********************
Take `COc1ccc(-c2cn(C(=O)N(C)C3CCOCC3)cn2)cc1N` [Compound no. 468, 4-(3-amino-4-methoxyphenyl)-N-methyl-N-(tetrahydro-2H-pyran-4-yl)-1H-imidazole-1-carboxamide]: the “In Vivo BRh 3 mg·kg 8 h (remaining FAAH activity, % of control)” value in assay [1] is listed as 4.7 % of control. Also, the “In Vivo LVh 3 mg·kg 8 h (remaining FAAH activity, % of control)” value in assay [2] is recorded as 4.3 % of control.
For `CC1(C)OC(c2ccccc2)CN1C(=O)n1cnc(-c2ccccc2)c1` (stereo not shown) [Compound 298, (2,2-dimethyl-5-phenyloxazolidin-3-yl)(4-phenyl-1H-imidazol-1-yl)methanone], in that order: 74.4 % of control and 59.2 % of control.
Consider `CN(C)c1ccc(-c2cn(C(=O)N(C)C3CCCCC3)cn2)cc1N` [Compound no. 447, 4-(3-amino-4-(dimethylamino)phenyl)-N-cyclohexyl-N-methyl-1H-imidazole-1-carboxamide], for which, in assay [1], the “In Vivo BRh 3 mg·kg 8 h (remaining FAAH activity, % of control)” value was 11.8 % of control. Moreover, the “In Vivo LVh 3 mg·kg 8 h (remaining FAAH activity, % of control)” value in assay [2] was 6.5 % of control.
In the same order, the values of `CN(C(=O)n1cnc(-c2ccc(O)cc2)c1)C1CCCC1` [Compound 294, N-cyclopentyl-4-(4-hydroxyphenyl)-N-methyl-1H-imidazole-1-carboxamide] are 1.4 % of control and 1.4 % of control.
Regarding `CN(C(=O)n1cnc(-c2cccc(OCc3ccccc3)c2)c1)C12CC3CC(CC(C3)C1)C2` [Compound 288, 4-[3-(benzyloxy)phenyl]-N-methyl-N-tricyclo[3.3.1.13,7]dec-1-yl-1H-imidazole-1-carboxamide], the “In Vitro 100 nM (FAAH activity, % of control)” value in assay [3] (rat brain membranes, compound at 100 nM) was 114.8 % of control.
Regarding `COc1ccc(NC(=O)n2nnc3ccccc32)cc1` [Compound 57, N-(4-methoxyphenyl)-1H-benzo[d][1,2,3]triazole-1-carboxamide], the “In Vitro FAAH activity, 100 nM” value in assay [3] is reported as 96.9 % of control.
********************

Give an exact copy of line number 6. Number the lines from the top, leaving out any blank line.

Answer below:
Regarding `COc1ccc(NC(=O)n2nnc3ccccc32)cc1` [Compound 57, N-(4-methoxyphenyl)-1H-benzo[d][1,2,3]triazole-1-carboxamide], the “In Vitro FAAH activity, 100 nM” value in assay [3] is reported as 96.9 % of control.